(the first pictures we ever saw of Bella – she’s about two months old)
I’ve been thinking. Why didn’t I realize how ill Bella was? I mean I knew she was ill (see here), but why didn’t I have any idea how hard her battle would be. I had communication with her mother for almost her entire NICU stay. Well, maybe I didn’t want to believe she was. Maybe. Maybe I saw that beautiful face and fell hopelessly in love. She was a baby in a NICU. But when I look back over the emails, I see how she was improving. Just like my other five little girls had done – they all had NICU stays and they all turned out just fine. She had the heart problem, but we had been told multiple times that once she was repaired, she’d be fine. Really, though, I don’t think anyone knew how badly effected her lungs were until after her heart was repaired. As evidence, my email to Bella’s mother after getting back to Texas:
We went to the doctor this morning. He is calling the cardiologist for us to set up her first appointment at Texas Children’s. He says that once she has her surgery, she should be a pretty normal little girl. That was wonderful to hear. The girls are all loving on Arabella and having a wonderful time.
Of course, I knew that she was born with fetalis hydrops. Her mother had told me, but I didn’t understand it. All I knew was that sweet little girl, who I thought would be fine, needed a family. I was happy to make her part of mine. When we got home from California, I told myself that I was going to go through all of her medical records from her NICU stay. I tried. I needed a dictionary for every other word. I quit and just used the discharge summary given to me for the doctors here at TCH. I recently looked through them again. The sad thing? I can understand them now. Now that I understand so much more, I have been researching fetalis hydrops again. I don’t have any pictures of Bella as a newborn, but I have googled “fetalis hydrops image” and it isn’t pretty. I have learned that of those diagnosed prenatally, only 20% survive. Of those 20%, only 50% will make it through the neonate period. It helps me to understand why her lungs are so damaged. I have had so many questions of why at almost three is she sitting here on a vent. I’m beginning to discover some of the answers.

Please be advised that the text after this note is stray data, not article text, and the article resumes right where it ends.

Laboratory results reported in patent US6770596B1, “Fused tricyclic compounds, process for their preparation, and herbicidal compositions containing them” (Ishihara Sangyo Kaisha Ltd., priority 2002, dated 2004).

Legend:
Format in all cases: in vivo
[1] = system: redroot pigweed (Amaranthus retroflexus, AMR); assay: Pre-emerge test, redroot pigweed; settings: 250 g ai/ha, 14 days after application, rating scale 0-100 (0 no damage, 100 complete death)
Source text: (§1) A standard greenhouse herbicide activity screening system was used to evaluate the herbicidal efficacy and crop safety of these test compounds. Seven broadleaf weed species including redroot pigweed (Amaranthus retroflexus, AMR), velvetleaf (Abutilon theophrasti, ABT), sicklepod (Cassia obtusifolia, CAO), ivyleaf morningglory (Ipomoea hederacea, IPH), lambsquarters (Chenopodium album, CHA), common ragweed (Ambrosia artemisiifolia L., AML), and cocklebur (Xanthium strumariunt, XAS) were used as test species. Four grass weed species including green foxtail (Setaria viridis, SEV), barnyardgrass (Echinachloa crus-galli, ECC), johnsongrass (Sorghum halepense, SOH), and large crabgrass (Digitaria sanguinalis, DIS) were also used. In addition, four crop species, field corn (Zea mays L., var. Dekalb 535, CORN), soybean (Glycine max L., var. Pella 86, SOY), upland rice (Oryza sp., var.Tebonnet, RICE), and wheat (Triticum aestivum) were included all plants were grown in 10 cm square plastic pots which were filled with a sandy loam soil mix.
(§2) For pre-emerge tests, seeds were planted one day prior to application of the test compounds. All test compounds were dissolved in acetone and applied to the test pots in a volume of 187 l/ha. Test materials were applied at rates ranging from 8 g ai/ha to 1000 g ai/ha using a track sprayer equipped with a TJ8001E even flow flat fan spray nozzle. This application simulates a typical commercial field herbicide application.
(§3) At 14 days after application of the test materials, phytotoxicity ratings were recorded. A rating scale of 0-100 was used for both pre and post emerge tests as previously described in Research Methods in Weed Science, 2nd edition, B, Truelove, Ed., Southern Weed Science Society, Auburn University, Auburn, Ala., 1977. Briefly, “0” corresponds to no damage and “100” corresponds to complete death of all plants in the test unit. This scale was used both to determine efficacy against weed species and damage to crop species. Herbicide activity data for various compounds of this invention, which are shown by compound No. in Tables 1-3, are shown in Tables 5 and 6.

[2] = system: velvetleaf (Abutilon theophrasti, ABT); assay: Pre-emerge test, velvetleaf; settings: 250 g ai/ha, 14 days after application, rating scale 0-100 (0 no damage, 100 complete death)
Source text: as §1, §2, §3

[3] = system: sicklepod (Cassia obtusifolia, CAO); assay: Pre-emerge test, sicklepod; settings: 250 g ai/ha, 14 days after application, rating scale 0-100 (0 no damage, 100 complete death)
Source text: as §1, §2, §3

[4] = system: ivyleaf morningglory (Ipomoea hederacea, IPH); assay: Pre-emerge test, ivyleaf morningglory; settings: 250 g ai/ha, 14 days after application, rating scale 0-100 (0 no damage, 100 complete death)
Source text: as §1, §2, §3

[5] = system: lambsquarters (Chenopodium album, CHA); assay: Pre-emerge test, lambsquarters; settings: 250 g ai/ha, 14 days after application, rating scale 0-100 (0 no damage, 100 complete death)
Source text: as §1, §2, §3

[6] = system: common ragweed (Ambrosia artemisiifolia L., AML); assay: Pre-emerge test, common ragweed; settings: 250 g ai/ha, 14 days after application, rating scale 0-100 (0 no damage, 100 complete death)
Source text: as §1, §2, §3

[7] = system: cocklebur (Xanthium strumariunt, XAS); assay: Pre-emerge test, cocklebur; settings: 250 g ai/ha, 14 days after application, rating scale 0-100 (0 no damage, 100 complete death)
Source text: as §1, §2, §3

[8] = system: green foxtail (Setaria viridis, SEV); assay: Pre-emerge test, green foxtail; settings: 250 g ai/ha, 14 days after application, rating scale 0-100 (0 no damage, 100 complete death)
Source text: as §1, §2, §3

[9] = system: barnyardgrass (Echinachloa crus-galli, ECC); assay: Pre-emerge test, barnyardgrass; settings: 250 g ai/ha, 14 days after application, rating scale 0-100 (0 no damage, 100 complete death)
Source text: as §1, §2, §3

The first words out of the neonatoloists mouth, at Zoey's birth, to my OB was, has anyone mentioned Fetal hydrops. My OB quickly shut that down but seriously, looking at those images and then seeing my daughter in those first moments... omg, I know now why that doctor said that. Zoey was unrecognizable, compared to the child that I saw 5 days later after my release form the hospital. An edemic, swollen baby. Looking so sick, because she was, down to a teeny, tiny nothing. # months in the NICU ... that is where my education started. It hasn't stopped.
Those are the first pictures I saw of your girl.the first time I fell in love with her.
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